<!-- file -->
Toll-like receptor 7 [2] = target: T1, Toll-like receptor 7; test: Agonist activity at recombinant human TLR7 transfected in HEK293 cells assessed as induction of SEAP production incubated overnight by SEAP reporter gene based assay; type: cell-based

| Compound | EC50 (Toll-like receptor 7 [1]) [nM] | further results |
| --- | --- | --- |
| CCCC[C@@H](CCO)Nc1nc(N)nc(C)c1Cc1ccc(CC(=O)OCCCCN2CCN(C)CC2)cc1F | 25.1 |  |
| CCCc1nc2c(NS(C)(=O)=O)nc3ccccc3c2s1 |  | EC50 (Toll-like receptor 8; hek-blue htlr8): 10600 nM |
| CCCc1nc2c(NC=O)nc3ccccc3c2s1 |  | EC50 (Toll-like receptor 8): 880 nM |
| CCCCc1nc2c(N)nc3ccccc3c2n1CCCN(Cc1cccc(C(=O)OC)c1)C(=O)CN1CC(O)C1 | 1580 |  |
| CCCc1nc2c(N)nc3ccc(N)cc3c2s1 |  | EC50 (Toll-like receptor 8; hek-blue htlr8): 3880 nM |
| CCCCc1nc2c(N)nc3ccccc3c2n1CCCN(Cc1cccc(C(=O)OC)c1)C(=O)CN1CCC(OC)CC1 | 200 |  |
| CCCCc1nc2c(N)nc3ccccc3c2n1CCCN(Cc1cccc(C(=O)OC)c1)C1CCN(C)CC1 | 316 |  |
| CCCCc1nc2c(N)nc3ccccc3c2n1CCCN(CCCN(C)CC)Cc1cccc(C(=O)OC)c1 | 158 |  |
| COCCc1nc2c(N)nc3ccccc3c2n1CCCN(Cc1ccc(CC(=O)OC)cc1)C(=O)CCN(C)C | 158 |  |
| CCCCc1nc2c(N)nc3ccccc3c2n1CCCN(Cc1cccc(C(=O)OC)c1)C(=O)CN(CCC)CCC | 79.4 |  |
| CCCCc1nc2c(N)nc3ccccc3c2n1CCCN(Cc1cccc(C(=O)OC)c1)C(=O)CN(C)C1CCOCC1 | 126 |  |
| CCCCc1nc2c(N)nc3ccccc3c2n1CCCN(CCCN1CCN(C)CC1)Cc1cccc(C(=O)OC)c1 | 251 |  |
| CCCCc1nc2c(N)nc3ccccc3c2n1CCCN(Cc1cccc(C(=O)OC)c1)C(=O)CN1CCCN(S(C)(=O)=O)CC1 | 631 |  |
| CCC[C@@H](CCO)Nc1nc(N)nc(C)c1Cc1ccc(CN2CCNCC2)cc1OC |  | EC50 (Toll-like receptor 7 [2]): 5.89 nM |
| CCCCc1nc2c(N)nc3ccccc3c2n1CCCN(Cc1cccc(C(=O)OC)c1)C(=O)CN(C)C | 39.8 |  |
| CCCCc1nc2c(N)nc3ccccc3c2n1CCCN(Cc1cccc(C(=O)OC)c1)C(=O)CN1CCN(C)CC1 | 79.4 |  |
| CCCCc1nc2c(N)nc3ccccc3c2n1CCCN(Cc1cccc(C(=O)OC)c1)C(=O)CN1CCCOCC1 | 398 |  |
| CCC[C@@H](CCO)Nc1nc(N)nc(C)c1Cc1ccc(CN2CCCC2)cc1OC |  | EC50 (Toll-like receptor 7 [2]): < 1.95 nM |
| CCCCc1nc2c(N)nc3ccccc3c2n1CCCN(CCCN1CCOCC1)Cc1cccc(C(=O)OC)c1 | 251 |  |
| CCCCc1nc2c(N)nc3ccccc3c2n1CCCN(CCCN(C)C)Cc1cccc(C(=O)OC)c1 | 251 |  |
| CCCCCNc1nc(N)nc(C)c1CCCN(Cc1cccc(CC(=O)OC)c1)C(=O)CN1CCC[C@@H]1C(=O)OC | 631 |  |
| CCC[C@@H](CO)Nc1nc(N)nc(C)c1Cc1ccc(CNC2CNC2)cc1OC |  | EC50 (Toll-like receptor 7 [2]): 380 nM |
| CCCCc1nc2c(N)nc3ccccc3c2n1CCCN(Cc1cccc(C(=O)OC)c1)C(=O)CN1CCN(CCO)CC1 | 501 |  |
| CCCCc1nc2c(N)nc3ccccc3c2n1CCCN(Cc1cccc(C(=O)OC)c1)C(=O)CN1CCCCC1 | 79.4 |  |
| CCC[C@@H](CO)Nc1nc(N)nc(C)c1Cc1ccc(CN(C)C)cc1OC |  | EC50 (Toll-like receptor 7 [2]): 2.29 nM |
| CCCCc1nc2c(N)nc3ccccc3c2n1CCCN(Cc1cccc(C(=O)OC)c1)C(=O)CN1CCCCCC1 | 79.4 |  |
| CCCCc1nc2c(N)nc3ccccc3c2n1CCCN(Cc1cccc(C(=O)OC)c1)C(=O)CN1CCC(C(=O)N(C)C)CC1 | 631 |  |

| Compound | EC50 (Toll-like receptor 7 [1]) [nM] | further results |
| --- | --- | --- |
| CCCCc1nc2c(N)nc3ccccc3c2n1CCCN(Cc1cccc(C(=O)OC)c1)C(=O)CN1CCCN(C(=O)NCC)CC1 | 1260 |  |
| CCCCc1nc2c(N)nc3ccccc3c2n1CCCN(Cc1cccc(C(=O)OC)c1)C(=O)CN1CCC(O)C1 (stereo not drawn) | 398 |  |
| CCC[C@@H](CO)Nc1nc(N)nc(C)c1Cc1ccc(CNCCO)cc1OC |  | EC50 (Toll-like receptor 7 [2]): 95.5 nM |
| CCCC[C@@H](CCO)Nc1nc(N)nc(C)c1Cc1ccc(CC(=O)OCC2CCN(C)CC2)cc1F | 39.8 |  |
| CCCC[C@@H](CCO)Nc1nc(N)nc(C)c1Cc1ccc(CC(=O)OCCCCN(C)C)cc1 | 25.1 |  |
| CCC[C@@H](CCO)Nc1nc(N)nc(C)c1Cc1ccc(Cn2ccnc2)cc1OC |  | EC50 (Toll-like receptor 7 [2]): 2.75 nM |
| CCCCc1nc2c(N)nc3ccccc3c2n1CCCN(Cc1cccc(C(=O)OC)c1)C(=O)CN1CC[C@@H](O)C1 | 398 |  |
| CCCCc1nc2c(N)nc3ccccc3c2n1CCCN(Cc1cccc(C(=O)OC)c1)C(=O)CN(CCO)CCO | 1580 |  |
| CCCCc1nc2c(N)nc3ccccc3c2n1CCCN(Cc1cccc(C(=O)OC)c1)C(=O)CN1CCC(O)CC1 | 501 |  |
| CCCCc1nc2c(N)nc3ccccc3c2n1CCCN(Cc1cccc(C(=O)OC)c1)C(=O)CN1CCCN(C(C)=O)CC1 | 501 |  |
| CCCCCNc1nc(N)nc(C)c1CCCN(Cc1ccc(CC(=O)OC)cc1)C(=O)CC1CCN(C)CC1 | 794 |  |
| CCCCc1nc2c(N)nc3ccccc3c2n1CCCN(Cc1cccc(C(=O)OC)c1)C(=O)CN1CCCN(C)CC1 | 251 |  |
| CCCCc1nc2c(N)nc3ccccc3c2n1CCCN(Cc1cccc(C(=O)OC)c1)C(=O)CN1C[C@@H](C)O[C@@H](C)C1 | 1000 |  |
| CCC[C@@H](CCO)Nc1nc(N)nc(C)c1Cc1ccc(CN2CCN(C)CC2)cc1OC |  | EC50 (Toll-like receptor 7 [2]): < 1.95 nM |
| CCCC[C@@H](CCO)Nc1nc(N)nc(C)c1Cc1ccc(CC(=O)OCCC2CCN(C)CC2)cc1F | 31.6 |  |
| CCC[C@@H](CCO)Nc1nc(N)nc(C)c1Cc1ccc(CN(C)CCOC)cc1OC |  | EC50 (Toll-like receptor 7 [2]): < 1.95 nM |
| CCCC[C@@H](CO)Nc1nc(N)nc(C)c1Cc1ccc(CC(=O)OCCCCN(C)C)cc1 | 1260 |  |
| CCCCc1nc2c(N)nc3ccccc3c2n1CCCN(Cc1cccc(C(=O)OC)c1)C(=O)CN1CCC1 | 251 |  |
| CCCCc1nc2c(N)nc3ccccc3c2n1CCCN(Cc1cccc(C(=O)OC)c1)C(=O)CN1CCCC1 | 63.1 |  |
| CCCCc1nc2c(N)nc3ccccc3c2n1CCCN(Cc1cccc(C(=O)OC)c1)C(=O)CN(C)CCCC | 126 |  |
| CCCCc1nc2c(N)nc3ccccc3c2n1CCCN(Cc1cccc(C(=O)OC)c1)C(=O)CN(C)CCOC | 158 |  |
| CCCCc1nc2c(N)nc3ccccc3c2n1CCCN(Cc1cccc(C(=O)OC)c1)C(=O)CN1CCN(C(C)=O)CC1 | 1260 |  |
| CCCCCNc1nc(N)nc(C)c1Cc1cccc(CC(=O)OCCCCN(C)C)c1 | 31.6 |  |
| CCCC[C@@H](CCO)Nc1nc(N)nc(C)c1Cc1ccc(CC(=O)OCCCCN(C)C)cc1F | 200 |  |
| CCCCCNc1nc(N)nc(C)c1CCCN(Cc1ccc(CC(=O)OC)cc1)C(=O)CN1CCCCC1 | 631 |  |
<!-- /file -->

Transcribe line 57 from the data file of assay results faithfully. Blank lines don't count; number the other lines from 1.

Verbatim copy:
| CCCCCNc1nc(N)nc(C)c1CCCN(Cc1ccc(CC(=O)OC)cc1)C(=O)CN1CCCCC1 | 631 |  |